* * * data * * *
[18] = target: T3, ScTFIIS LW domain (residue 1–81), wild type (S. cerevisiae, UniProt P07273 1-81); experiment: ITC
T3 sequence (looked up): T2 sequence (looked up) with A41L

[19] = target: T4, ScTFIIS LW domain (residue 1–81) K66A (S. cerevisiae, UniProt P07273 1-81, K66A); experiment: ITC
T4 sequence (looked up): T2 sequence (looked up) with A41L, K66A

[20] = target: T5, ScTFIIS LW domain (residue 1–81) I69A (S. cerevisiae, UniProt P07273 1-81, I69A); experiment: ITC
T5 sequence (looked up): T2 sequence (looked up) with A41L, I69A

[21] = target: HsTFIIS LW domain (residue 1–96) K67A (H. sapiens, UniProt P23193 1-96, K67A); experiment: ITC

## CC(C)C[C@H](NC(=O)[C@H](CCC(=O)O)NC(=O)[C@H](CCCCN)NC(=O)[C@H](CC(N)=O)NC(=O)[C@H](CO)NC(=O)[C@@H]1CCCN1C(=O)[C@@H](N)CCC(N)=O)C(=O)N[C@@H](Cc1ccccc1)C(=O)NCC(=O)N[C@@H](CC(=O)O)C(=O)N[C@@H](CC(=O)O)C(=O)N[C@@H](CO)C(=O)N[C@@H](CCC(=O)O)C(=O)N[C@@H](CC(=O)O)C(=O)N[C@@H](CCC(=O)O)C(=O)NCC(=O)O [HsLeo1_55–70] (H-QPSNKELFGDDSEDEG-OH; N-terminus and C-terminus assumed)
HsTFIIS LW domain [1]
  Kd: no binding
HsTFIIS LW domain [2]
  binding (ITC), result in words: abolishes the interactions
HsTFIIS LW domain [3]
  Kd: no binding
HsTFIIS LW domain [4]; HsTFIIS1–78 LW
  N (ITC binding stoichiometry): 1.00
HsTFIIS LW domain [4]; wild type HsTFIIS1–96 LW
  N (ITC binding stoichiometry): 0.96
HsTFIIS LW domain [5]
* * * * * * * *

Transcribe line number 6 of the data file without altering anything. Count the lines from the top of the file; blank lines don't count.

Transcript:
T5 sequence (looked up): T2 sequence (looked up) with A41L, I69A